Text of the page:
Published: June 1st 2010May 31st 2010
(Above Panorama: one of the courts at the Copan ruins)
From Punta Gorda in Belize, I took a morning boat to Puerto Barrios in Guatemala. From there, I took a taxi to the border with Honduras, went through immigration and at the border I was able to catch a direct bus to San Pedro de Sula, and from there another bus to La Ceiba, a harbour town in the North of Honduras and the jump off point to the Bay of Islands. It was a long day of traveling and I stayed at a hostel in La Ceiba in order to catch the first boat in the morning to Utila, a laid back backpackers island, mainly geared towards diving.
Two friends that I met traveling in Malaysia last year and 5 years ago in Laos, recommended me I visit Alton's dive center. Alton's has a very nice waterfront spot with some well laid out decks and places to chill out and swing in a hammock. The crowd is relatively young here, because Honduras is one of the cheapest places in the world to get your diving certification and Alton's has some basic accommodation on the premises.
I was only
planning on doing a couple of dives here, but soon my plans changed and I had signed myself up for a course in wreck diving and enriched air diving. These are both short courses that will come in handy in the future. With the wreck diving course, you learn to use a reel and a line underwater and penetrate a wreck. It sounds simple and it is not that difficult, but you need to learn a couple of safety measures and procedures to follow in case you lose your buddy in the wreck or if the visibility drops to almost zero in case of a silt upset in the wreck. Enriched air diving is diving with a different blend of oxygen and nitrogen, with more oxygen in it than normal air. This reduces the amount of nitrogen you absorb in your body so you can stay under water longer, but if you go deeper than 30-35 metres, the risk of oxygen toxicity increases. On the course you learn to use a different dive planner in order to give you an optimal dive, while staying well within the safety limits.
When I wanted to pay for my dive course, I found
out my credit card was missing in my wallet. Hmmm, what could have happened to that? I quickly realised that the day before, when I was still in La Ceiba, I had done a withdrawal from an ATM with my credit card, because the ATM didn't accept my debit card. I must have forgotten it at the ATM! This scenario became more and more true as I searched my bags in vain for my credit card. That same morning, I had missed a call from a number from Honduras, and I realised that someone may have tried to contact me about the credit card. I tried calling the number but it didn't connect. So I called my bank to block the card, but found out that they had already done that for me because some dodgy transactions had been executed with my card! They were also the ones that had tried to call me about it. Luckily, I don't have to pay for the transactions, but I did have to make a police report to report the loss. I did that on my way back from Utila, and although it started out a bit worrysome (I got sent from one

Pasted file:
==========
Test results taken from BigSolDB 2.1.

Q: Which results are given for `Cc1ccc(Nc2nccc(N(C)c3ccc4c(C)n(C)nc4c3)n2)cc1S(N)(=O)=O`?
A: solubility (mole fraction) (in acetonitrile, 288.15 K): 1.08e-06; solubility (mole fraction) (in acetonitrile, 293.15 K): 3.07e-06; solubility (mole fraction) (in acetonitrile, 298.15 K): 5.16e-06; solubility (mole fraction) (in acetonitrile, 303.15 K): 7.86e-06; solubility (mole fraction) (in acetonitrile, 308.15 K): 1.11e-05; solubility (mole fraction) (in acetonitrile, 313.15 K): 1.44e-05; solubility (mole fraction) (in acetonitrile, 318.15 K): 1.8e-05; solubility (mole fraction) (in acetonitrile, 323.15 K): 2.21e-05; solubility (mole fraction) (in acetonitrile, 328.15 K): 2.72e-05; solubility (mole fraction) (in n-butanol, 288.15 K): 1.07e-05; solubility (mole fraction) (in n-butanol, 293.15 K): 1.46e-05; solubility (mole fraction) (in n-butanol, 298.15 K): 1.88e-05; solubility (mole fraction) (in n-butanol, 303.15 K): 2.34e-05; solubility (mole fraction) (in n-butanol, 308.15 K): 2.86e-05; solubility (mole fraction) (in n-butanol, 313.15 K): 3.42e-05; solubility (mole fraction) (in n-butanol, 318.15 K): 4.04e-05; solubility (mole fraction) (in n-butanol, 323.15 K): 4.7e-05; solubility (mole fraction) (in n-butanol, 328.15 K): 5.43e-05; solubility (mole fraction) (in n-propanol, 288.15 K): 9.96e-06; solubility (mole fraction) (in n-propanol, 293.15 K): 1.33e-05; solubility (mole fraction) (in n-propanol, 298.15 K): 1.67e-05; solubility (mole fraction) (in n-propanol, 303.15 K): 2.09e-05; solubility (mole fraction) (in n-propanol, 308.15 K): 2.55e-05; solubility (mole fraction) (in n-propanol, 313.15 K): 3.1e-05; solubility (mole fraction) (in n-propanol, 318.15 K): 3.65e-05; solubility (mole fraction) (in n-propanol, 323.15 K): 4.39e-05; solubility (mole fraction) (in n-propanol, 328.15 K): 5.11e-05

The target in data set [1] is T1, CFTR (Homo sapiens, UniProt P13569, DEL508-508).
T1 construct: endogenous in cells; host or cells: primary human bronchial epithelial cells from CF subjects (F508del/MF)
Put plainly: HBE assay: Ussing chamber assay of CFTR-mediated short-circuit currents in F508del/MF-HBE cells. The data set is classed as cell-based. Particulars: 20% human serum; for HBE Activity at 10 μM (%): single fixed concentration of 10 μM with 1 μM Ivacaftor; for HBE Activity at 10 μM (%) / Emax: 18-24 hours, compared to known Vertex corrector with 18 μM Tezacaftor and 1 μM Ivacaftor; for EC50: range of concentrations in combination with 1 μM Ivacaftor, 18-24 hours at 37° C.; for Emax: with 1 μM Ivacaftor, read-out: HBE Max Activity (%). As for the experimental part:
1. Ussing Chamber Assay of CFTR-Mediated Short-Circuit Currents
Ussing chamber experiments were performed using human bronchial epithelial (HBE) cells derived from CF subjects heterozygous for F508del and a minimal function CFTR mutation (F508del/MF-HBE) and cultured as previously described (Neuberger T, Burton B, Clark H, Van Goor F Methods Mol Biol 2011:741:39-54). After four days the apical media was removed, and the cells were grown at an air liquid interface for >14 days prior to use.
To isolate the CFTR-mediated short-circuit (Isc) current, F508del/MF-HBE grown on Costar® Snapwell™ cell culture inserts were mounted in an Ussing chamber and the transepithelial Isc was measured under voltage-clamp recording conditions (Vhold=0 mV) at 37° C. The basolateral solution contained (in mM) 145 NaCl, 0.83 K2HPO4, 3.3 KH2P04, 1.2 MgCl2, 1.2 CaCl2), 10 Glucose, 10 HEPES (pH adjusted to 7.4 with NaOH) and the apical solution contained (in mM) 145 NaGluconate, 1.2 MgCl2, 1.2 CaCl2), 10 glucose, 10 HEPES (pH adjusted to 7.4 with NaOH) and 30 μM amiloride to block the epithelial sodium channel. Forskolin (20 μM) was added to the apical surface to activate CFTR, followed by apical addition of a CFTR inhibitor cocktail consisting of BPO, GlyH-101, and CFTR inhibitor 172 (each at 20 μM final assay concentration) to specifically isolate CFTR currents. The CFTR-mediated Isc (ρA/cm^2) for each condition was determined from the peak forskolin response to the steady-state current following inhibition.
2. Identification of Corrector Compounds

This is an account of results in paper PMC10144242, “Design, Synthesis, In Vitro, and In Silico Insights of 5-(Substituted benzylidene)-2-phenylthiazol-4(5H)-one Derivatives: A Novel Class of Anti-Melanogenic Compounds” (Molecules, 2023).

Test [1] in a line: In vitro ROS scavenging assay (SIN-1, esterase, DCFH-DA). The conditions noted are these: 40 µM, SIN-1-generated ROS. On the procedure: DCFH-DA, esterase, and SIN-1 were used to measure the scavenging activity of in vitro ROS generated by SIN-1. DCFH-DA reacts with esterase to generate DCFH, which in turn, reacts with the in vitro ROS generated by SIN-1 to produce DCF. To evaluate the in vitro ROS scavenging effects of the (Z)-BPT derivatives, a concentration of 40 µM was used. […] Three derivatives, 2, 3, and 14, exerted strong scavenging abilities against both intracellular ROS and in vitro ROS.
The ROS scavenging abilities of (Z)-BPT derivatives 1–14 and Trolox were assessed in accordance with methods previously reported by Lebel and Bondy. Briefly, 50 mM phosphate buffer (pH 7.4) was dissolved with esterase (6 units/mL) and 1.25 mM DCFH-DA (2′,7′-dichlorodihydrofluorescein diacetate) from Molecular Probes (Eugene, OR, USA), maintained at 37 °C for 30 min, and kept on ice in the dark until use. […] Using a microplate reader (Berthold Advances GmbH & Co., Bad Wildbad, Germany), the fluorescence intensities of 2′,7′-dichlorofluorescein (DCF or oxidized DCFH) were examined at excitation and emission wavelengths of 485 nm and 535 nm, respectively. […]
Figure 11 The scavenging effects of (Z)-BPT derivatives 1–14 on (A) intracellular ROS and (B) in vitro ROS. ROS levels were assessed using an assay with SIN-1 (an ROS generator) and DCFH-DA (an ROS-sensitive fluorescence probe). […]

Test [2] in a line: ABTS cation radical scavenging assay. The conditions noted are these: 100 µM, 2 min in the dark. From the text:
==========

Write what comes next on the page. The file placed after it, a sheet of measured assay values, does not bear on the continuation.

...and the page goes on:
police building to another, and then to another again), the staff found a captain who spoke a little bit of English necessary to complete the paperwork and get me my report. Phew, glad that was over! Well, sooner or later, no matter where you are, something bad is going to happen on your travels, and if this was it in my case, then I guess I can live with that, fingers crossed.
In the meantime, on Utila island, I enjoyed the diving, I passed my wreck and enriched air diving "exams", made new diving friends, chilled out and marveled at the amazing sunsets.
Once back on the mainland and after I finished the police report, I took a bus to Copan, a small town near the Guatemalan border which is famous for its Maya ruins. Copan was one of the major Mayan cities from the 5th to 9th century AD. Its decline is attributed to epidemics striking the people of Copan. When the Spanish arrived in the 16th century, there were only a few farming settlements in the area.
The day after my arrival I got up early to see the ruins. I was happy to find the place
almost deserted and walked around in a beautiful peaceful setting of temples amidst surrounding jungle. They're still excavating parts of the site, so some of it is still overgrown with trees. The site is not very large, I walked around for just over an hour, but it was well worth it! The town near the ruins is also quite pretty with cobblestone streets and some old buildings. It was raining most of the time, so I didn't get the chance to properly explore it. My next stop: El Salvador
There are more photos below